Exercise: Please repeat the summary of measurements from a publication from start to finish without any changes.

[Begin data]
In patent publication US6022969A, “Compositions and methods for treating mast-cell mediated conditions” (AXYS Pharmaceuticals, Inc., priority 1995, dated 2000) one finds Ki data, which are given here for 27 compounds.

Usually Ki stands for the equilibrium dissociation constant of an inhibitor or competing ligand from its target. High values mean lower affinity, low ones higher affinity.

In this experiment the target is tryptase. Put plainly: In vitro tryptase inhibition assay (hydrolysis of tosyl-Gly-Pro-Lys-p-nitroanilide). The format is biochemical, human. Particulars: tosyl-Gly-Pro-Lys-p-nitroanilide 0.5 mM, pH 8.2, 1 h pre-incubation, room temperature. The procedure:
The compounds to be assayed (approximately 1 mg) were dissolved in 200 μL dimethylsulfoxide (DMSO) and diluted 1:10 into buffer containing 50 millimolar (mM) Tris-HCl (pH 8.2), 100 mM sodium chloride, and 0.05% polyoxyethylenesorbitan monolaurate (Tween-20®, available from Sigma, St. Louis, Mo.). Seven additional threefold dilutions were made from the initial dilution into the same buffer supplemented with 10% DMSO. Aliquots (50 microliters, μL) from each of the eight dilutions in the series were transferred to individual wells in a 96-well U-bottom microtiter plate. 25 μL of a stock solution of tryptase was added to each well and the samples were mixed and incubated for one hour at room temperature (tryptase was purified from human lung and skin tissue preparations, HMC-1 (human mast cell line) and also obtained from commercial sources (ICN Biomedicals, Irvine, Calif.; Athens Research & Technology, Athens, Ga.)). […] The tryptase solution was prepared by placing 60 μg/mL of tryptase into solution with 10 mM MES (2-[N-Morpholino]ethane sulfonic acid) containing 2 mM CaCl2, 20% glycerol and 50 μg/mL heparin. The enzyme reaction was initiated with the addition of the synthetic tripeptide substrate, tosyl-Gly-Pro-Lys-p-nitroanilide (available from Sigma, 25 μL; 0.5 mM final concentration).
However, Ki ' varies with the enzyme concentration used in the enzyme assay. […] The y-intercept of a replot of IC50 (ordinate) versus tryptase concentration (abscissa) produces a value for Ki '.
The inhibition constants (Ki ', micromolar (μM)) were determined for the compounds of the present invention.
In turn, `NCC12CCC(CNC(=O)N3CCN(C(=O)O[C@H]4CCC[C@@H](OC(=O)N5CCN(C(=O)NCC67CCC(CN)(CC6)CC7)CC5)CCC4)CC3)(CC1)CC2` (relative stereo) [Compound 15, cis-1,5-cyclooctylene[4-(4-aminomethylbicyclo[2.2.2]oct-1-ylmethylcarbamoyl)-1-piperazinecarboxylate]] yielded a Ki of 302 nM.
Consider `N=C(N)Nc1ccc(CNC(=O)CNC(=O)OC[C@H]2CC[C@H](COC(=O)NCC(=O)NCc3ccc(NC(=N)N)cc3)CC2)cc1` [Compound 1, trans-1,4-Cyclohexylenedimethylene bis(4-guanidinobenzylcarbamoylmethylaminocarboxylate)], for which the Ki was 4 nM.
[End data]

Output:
In patent publication US6022969A, “Compositions and methods for treating mast-cell mediated conditions” (AXYS Pharmaceuticals, Inc., priority 1995, dated 2000) one finds Ki data, which are given here for 27 compounds.

Usually Ki stands for the equilibrium dissociation constant of an inhibitor or competing ligand from its target. High values mean lower affinity, low ones higher affinity.

In this experiment the target is tryptase. Put plainly: In vitro tryptase inhibition assay (hydrolysis of tosyl-Gly-Pro-Lys-p-nitroanilide). The format is biochemical, human. Particulars: tosyl-Gly-Pro-Lys-p-nitroanilide 0.5 mM, pH 8.2, 1 h pre-incubation, room temperature. The procedure:
The compounds to be assayed (approximately 1 mg) were dissolved in 200 μL dimethylsulfoxide (DMSO) and diluted 1:10 into buffer containing 50 millimolar (mM) Tris-HCl (pH 8.2), 100 mM sodium chloride, and 0.05% polyoxyethylenesorbitan monolaurate (Tween-20®, available from Sigma, St. Louis, Mo.). Seven additional threefold dilutions were made from the initial dilution into the same buffer supplemented with 10% DMSO. Aliquots (50 microliters, μL) from each of the eight dilutions in the series were transferred to individual wells in a 96-well U-bottom microtiter plate. 25 μL of a stock solution of tryptase was added to each well and the samples were mixed and incubated for one hour at room temperature (tryptase was purified from human lung and skin tissue preparations, HMC-1 (human mast cell line) and also obtained from commercial sources (ICN Biomedicals, Irvine, Calif.; Athens Research & Technology, Athens, Ga.)). […] The tryptase solution was prepared by placing 60 μg/mL of tryptase into solution with 10 mM MES (2-[N-Morpholino]ethane sulfonic acid) containing 2 mM CaCl2, 20% glycerol and 50 μg/mL heparin. The enzyme reaction was initiated with the addition of the synthetic tripeptide substrate, tosyl-Gly-Pro-Lys-p-nitroanilide (available from Sigma, 25 μL; 0.5 mM final concentration).
However, Ki ' varies with the enzyme concentration used in the enzyme assay. […] The y-intercept of a replot of IC50 (ordinate) versus tryptase concentration (abscissa) produces a value for Ki '.
The inhibition constants (Ki ', micromolar (μM)) were determined for the compounds of the present invention.
In turn, `NCC12CCC(CNC(=O)N3CCN(C(=O)O[C@H]4CCC[C@@H](OC(=O)N5CCN(C(=O)NCC67CCC(CN)(CC6)CC7)CC5)CCC4)CC3)(CC1)CC2` (relative stereo) [Compound 15, cis-1,5-cyclooctylene[4-(4-aminomethylbicyclo[2.2.2]oct-1-ylmethylcarbamoyl)-1-piperazinecarboxylate]] yielded a Ki of 302 nM.
Consider `N=C(N)Nc1ccc(CNC(=O)CNC(=O)OC[C@H]2CC[C@H](COC(=O)NCC(=O)NCc3ccc(NC(=N)N)cc3)CC2)cc1` [Compound 1, trans-1,4-Cyclohexylenedimethylene bis(4-guanidinobenzylcarbamoylmethylaminocarboxylate)], for which the Ki was 4 nM.